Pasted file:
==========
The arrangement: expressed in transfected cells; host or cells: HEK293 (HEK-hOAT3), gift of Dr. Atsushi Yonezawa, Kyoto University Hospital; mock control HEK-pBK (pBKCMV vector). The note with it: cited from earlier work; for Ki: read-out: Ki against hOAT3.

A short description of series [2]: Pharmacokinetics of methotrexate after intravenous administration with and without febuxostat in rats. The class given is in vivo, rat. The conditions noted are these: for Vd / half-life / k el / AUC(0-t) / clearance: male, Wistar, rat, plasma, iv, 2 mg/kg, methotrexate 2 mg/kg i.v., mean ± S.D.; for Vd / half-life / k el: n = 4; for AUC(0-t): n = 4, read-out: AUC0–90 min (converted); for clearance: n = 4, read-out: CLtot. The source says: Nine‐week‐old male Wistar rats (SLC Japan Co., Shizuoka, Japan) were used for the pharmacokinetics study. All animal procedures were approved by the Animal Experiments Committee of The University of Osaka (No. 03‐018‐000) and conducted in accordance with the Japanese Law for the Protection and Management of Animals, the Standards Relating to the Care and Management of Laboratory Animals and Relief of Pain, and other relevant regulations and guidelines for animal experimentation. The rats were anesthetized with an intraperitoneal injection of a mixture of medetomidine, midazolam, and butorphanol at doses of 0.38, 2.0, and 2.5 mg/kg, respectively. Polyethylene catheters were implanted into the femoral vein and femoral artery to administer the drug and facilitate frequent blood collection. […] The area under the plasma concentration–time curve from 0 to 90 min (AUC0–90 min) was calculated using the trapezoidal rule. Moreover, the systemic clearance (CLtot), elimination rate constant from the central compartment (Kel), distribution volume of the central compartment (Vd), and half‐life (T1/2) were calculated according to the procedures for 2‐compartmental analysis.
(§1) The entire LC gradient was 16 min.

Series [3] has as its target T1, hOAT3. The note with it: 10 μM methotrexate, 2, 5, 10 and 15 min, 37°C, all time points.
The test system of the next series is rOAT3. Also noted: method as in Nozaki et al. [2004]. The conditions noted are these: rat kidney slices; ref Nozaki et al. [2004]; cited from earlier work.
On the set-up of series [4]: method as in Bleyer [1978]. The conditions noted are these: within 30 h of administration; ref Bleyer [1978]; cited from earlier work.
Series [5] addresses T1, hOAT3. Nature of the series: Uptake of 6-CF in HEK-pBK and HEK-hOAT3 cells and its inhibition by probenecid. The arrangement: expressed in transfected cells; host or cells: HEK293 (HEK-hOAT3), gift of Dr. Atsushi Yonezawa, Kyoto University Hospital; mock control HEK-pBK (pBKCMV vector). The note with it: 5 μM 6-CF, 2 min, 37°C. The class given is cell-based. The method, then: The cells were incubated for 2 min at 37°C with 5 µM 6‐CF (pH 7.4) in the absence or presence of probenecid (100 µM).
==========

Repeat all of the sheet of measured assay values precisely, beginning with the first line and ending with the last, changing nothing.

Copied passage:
The arrangement: expressed in transfected cells; host or cells: HEK293 (HEK-hOAT3), gift of Dr. Atsushi Yonezawa, Kyoto University Hospital; mock control HEK-pBK (pBKCMV vector). The note with it: cited from earlier work; for Ki: read-out: Ki against hOAT3.

A short description of series [2]: Pharmacokinetics of methotrexate after intravenous administration with and without febuxostat in rats. The class given is in vivo, rat. The conditions noted are these: for Vd / half-life / k el / AUC(0-t) / clearance: male, Wistar, rat, plasma, iv, 2 mg/kg, methotrexate 2 mg/kg i.v., mean ± S.D.; for Vd / half-life / k el: n = 4; for AUC(0-t): n = 4, read-out: AUC0–90 min (converted); for clearance: n = 4, read-out: CLtot. The source says: Nine‐week‐old male Wistar rats (SLC Japan Co., Shizuoka, Japan) were used for the pharmacokinetics study. All animal procedures were approved by the Animal Experiments Committee of The University of Osaka (No. 03‐018‐000) and conducted in accordance with the Japanese Law for the Protection and Management of Animals, the Standards Relating to the Care and Management of Laboratory Animals and Relief of Pain, and other relevant regulations and guidelines for animal experimentation. The rats were anesthetized with an intraperitoneal injection of a mixture of medetomidine, midazolam, and butorphanol at doses of 0.38, 2.0, and 2.5 mg/kg, respectively. Polyethylene catheters were implanted into the femoral vein and femoral artery to administer the drug and facilitate frequent blood collection. […] The area under the plasma concentration–time curve from 0 to 90 min (AUC0–90 min) was calculated using the trapezoidal rule. Moreover, the systemic clearance (CLtot), elimination rate constant from the central compartment (Kel), distribution volume of the central compartment (Vd), and half‐life (T1/2) were calculated according to the procedures for 2‐compartmental analysis.
(§1) The entire LC gradient was 16 min.

Series [3] has as its target T1, hOAT3. The note with it: 10 μM methotrexate, 2, 5, 10 and 15 min, 37°C, all time points.
The test system of the next series is rOAT3. Also noted: method as in Nozaki et al. [2004]. The conditions noted are these: rat kidney slices; ref Nozaki et al. [2004]; cited from earlier work.
On the set-up of series [4]: method as in Bleyer [1978]. The conditions noted are these: within 30 h of administration; ref Bleyer [1978]; cited from earlier work.
Series [5] addresses T1, hOAT3. Nature of the series: Uptake of 6-CF in HEK-pBK and HEK-hOAT3 cells and its inhibition by probenecid. The arrangement: expressed in transfected cells; host or cells: HEK293 (HEK-hOAT3), gift of Dr. Atsushi Yonezawa, Kyoto University Hospital; mock control HEK-pBK (pBKCMV vector). The note with it: 5 μM 6-CF, 2 min, 37°C. The class given is cell-based. The method, then: The cells were incubated for 2 min at 37°C with 5 µM 6‐CF (pH 7.4) in the absence or presence of probenecid (100 µM).